Paris, 24 September 2018 – European social dialogue: what future?
The leaders of the 28 EU countries proclaimed last November at the Göteborg Social Summit the European Pillar of Social Rights (EPSR), which defines 20 principles and fundamental rights applicable to all Member States. It reaffirms the importance of European social dialogue in the design and implementation of economic, social and employment policies.
In recent years, however, the European social dialogue has been severely tested. The enlargement of the EU to countries in Central and Eastern Europe, which have different traditions and cultures of social relations and negotiations, has been a challenge for the dynamics and effectiveness of the European social dialogue. More recently, the crisis in Europe has had an impact on social dialogue at the national level; in several countries social dialogue has been decentralized or weakened. Ongoing changes in the labor market, such as the development of atypical forms of contract or dynamics such as digital and energy transitions, pose new challenges to the representativeness and priorities of action of the social partners, both national and international. European. The current difficulties faced by the European social partners are illustrated by the lack of agreement between them on the Commission’s first proposals to implement the 20 principles of the SEDS, in particular the Directive on reconciliation between work and private life. In such a context, how to revive and consolidate the dynamics of the European social dialogue?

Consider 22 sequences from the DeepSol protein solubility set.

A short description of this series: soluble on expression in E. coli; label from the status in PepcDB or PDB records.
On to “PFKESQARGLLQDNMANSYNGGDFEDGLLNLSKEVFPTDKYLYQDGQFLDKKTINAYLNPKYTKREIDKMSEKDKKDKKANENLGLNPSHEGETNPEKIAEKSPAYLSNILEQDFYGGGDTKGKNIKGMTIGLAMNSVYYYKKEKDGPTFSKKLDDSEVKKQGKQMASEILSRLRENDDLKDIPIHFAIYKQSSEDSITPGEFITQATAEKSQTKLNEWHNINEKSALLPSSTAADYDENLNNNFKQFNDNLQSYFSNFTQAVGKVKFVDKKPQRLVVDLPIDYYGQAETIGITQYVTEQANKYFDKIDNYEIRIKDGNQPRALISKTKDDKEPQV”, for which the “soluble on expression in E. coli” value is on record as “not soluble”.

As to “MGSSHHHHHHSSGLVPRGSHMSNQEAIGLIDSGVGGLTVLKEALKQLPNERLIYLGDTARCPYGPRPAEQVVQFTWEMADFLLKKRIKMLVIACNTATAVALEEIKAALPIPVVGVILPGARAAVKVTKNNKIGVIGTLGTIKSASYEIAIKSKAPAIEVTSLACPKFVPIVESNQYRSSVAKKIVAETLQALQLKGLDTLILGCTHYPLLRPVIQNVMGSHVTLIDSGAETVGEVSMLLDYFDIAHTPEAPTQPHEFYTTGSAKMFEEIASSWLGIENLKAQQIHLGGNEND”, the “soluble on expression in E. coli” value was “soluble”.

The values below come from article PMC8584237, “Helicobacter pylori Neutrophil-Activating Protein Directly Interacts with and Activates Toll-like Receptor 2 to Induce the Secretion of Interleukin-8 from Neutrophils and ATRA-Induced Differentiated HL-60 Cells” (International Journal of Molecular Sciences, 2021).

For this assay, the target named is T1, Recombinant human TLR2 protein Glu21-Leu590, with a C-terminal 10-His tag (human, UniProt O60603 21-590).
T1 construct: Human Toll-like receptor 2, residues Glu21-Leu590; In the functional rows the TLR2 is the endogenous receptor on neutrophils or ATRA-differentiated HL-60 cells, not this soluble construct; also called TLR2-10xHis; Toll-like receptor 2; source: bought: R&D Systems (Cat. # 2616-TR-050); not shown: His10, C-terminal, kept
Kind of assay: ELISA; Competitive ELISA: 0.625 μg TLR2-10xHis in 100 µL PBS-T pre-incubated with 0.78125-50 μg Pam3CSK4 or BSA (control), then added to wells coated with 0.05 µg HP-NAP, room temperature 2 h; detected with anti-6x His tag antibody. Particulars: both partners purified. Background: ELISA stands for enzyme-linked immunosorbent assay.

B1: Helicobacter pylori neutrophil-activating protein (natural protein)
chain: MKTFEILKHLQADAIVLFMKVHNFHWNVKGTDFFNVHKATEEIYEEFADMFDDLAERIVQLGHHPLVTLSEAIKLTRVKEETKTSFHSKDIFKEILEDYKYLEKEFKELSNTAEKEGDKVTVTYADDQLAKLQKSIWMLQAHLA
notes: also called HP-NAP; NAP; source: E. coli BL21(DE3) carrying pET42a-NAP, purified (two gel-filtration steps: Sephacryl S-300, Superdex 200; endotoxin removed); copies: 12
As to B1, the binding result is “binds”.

After a welcome by Catherine Lalumière, President of the Maison de l’Europe, and an introduction by Jean Lapeyre, former Deputy Secretary of the European Trade Union Confederation, a panel brings together Laurent Berger, General Secretary of the CFDT, Maxime Cerutti, director of social affaires of Business Europe and Katja Lehto-Komulailen, deputy general secretary of the European Trade Union Confederation, around the question “Social dialogue: what future?”. This debate is moderated by Frank Vandenbroucke, former Belgian minister of Labour.
To register, visit the website of the Maison de l’Europe.